Petr Klima played his first five-plus seasons with the Red Wings following his defections from Czechoslovakia. (Photo by Getty Images)

KLIMA: “Obviously, Bobby (Probert) and Joey (Kocur) about the same. Totally two different players, and different fighters, but they were at the same level.”

Q. Who was the funniest?

KLIMA: “Tim Higgins was a pretty funny guy when he played here in Detroit. Eddie Mio was funny and Greg Stefan was my roommate for a long time when I didn’t speak any English, so he was funny and good to me.”

Q. Who had the biggest heart?

KLIMA: “Gerard Gallant with the way he played and way he took care of his teammates. Obviously there was Stevie (Yzerman), but Stevie was a superstar by then, but the heart and soul of the team when I was here was Gerard Gallant.”

Q. What was your favorite restaurant in metro Detroit?

KLIMA: “The Golden Mushroom at Southfield Road and 10 Mile in Southfield.”

Q. How has the NHL changed since you played?

KLIMA: “That’s a good question. When we played concussions were not an issue. There was a lot of hitting, there were a lot of good hits. But the respect for your teammates, for your opponent for his job and for his family is not there anymore. That’s why there are so many injuries. We played, we played hard – obviously hitting wasn’t part of my game – but when Probert or Kocur hit somebody they went in there and hit somebody with the respect for their job, for his family, his life. It think that is gone and guys now try to go in there and kill the guy.”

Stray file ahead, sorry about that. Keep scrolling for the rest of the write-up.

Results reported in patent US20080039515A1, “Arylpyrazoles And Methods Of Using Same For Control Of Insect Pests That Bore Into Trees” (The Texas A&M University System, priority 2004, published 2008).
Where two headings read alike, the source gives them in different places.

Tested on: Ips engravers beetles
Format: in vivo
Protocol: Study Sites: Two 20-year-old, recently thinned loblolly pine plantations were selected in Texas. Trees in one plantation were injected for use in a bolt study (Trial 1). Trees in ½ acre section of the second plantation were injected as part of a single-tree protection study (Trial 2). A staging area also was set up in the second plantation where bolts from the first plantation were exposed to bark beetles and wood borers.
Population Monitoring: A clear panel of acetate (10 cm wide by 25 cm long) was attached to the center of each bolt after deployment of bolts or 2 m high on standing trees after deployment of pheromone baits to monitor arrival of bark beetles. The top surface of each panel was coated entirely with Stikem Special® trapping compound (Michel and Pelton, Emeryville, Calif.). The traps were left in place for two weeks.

Q. Toughest team (other than the Red Wings) when you played?

KLIMA: “Probably way back then was New Jersey. They played a kind of style, a defensive hockey, which for me as a goal-scorer or as an offensive player was hard to play against.”

Q. What is your favorite Red Wings-Maple Leafs memory?

KLIMA: “Probably my penalty shot in ’88 in the playoffs when we beat them up pretty good. Allan Bester threw the stick when I was on the breakaway near the net and he just threw the stick. That was good. I bet Bester $100 before I took the shot because I was standing right there and he said, ‘You’re on.’ Then I scored and after the game he told me that he was only kidding. He still owes me a hundred bucks. Now it’s more with interest.”

Q. Who did you sit next to in the dressing room?

KLIMA: “The first year was Greg Stefan and Warren Young, and then after that it was Billy Carroll.”

Q. What do you love most about the game?

KLIMA: “I like the skill. What can you do with the puck and with your skating? I like fast skaters, I like quick guys, good hands. There are a lot of quick players who play like I played and the game that I like. We teach the kids a lot about skating, we do a lot of skill drills so the kids can do things to improve if they don’t have it. I like to see skilled players.”

Q. Who had the greatest influence on your career?

KLIMA: “Obviously my dad and my family, my brother, who was five years older and played hockey too, and I always tried to keep up with him when I was young. My family was a big influence and my mom was an athlete too, so everything I got I got from both parents. She played basketball and my dad played like 74 games for the Czech national team. My brother played until I defected and when I came over here he got send down and he didn’t play that much hockey after that.”